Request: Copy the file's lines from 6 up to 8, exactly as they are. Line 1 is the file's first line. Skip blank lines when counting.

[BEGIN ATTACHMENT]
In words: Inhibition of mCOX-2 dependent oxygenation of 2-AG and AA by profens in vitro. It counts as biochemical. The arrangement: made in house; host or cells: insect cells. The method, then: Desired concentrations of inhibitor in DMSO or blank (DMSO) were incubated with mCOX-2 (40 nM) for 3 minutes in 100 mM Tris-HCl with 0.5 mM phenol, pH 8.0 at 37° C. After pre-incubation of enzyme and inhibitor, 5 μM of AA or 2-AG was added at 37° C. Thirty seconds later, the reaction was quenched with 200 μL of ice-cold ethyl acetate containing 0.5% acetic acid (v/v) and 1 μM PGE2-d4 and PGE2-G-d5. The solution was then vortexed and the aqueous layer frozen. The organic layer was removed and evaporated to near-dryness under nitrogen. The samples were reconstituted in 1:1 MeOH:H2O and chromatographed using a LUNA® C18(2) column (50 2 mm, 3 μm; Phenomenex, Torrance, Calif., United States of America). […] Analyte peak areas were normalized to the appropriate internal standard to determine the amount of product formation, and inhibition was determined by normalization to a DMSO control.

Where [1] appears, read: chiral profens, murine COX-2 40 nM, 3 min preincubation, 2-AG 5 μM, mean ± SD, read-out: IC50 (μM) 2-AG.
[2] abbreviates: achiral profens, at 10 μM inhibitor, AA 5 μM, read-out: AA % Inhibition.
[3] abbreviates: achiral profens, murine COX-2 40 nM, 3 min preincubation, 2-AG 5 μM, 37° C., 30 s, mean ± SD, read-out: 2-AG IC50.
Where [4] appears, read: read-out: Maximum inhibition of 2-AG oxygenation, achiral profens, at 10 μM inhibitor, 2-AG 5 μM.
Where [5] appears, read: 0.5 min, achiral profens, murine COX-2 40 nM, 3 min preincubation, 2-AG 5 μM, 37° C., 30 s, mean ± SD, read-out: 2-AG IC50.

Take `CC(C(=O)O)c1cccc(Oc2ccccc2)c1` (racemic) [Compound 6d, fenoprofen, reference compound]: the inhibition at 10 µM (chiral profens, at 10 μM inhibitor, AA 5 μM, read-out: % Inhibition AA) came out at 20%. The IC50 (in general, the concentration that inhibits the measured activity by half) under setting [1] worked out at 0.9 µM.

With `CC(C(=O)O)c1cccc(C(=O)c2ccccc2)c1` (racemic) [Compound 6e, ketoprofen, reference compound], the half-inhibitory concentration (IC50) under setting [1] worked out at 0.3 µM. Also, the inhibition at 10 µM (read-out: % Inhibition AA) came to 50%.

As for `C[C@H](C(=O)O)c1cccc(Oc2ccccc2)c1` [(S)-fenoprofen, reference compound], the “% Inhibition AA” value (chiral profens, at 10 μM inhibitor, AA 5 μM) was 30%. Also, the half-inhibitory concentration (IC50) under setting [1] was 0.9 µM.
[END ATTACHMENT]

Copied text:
Where [5] appears, read: 0.5 min, achiral profens, murine COX-2 40 nM, 3 min preincubation, 2-AG 5 μM, 37° C., 30 s, mean ± SD, read-out: 2-AG IC50.

Take `CC(C(=O)O)c1cccc(Oc2ccccc2)c1` (racemic) [Compound 6d, fenoprofen, reference compound]: the inhibition at 10 µM (chiral profens, at 10 μM inhibitor, AA 5 μM, read-out: % Inhibition AA) came out at 20%. The IC50 (in general, the concentration that inhibits the measured activity by half) under setting [1] worked out at 0.9 µM.

With `CC(C(=O)O)c1cccc(C(=O)c2ccccc2)c1` (racemic) [Compound 6e, ketoprofen, reference compound], the half-inhibitory concentration (IC50) under setting [1] worked out at 0.3 µM. Also, the inhibition at 10 µM (read-out: % Inhibition AA) came to 50%.